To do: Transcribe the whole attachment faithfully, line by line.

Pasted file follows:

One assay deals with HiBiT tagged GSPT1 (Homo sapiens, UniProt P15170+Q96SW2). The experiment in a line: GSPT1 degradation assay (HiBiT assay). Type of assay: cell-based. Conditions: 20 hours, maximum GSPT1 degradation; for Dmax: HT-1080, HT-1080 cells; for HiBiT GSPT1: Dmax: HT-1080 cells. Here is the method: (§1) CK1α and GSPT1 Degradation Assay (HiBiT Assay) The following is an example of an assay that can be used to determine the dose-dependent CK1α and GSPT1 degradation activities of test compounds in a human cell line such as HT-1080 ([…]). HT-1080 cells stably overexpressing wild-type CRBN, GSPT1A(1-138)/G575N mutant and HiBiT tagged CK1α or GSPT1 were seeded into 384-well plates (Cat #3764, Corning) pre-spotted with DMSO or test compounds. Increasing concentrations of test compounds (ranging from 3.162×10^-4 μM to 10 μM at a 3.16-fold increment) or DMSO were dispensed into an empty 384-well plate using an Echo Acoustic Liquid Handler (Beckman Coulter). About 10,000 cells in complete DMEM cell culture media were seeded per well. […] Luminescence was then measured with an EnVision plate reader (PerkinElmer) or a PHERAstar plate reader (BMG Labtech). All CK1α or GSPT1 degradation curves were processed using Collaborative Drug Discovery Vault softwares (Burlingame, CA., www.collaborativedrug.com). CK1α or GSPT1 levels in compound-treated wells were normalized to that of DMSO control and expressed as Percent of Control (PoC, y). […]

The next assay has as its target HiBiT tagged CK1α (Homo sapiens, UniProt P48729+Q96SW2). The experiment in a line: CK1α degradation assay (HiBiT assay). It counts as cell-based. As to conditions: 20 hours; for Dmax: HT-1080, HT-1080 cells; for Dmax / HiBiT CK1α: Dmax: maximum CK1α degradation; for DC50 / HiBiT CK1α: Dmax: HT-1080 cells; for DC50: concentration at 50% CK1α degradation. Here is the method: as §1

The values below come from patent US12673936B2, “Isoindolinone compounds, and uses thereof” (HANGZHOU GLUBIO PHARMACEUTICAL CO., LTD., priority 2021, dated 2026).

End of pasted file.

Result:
One assay deals with HiBiT tagged GSPT1 (Homo sapiens, UniProt P15170+Q96SW2). The experiment in a line: GSPT1 degradation assay (HiBiT assay). Type of assay: cell-based. Conditions: 20 hours, maximum GSPT1 degradation; for Dmax: HT-1080, HT-1080 cells; for HiBiT GSPT1: Dmax: HT-1080 cells. Here is the method: (§1) CK1α and GSPT1 Degradation Assay (HiBiT Assay) The following is an example of an assay that can be used to determine the dose-dependent CK1α and GSPT1 degradation activities of test compounds in a human cell line such as HT-1080 ([…]). HT-1080 cells stably overexpressing wild-type CRBN, GSPT1A(1-138)/G575N mutant and HiBiT tagged CK1α or GSPT1 were seeded into 384-well plates (Cat #3764, Corning) pre-spotted with DMSO or test compounds. Increasing concentrations of test compounds (ranging from 3.162×10^-4 μM to 10 μM at a 3.16-fold increment) or DMSO were dispensed into an empty 384-well plate using an Echo Acoustic Liquid Handler (Beckman Coulter). About 10,000 cells in complete DMEM cell culture media were seeded per well. […] Luminescence was then measured with an EnVision plate reader (PerkinElmer) or a PHERAstar plate reader (BMG Labtech). All CK1α or GSPT1 degradation curves were processed using Collaborative Drug Discovery Vault softwares (Burlingame, CA., www.collaborativedrug.com). CK1α or GSPT1 levels in compound-treated wells were normalized to that of DMSO control and expressed as Percent of Control (PoC, y). […]

The next assay has as its target HiBiT tagged CK1α (Homo sapiens, UniProt P48729+Q96SW2). The experiment in a line: CK1α degradation assay (HiBiT assay). It counts as cell-based. As to conditions: 20 hours; for Dmax: HT-1080, HT-1080 cells; for Dmax / HiBiT CK1α: Dmax: maximum CK1α degradation; for DC50 / HiBiT CK1α: Dmax: HT-1080 cells; for DC50: concentration at 50% CK1α degradation. Here is the method: as §1

The values below come from patent US12673936B2, “Isoindolinone compounds, and uses thereof” (HANGZHOU GLUBIO PHARMACEUTICAL CO., LTD., priority 2021, dated 2026).